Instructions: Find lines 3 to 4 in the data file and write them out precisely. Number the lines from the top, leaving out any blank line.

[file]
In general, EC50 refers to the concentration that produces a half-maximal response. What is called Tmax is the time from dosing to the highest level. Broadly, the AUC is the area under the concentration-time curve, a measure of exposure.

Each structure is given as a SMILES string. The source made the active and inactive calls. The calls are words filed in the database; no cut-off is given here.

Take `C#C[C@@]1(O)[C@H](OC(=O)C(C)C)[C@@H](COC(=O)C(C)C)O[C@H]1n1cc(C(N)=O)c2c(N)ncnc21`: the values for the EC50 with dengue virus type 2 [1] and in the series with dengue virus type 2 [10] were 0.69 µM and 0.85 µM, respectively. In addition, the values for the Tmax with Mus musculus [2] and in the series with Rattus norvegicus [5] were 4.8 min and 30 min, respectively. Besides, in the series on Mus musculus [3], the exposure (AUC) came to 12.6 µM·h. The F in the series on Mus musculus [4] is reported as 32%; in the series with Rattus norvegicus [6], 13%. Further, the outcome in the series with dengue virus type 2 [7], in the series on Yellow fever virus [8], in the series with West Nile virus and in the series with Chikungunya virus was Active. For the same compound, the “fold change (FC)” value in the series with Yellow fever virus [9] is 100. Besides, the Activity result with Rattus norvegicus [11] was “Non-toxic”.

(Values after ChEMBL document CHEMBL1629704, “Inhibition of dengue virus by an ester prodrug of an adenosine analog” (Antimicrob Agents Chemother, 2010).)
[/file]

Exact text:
Take `C#C[C@@]1(O)[C@H](OC(=O)C(C)C)[C@@H](COC(=O)C(C)C)O[C@H]1n1cc(C(N)=O)c2c(N)ncnc21`: the values for the EC50 with dengue virus type 2 [1] and in the series with dengue virus type 2 [10] were 0.69 µM and 0.85 µM, respectively. In addition, the values for the Tmax with Mus musculus [2] and in the series with Rattus norvegicus [5] were 4.8 min and 30 min, respectively. Besides, in the series on Mus musculus [3], the exposure (AUC) came to 12.6 µM·h. The F in the series on Mus musculus [4] is reported as 32%; in the series with Rattus norvegicus [6], 13%. Further, the outcome in the series with dengue virus type 2 [7], in the series on Yellow fever virus [8], in the series with West Nile virus and in the series with Chikungunya virus was Active. For the same compound, the “fold change (FC)” value in the series with Yellow fever virus [9] is 100. Besides, the Activity result with Rattus norvegicus [11] was “Non-toxic”.

(Values after ChEMBL document CHEMBL1629704, “Inhibition of dengue virus by an ester prodrug of an adenosine analog” (Antimicrob Agents Chemother, 2010).)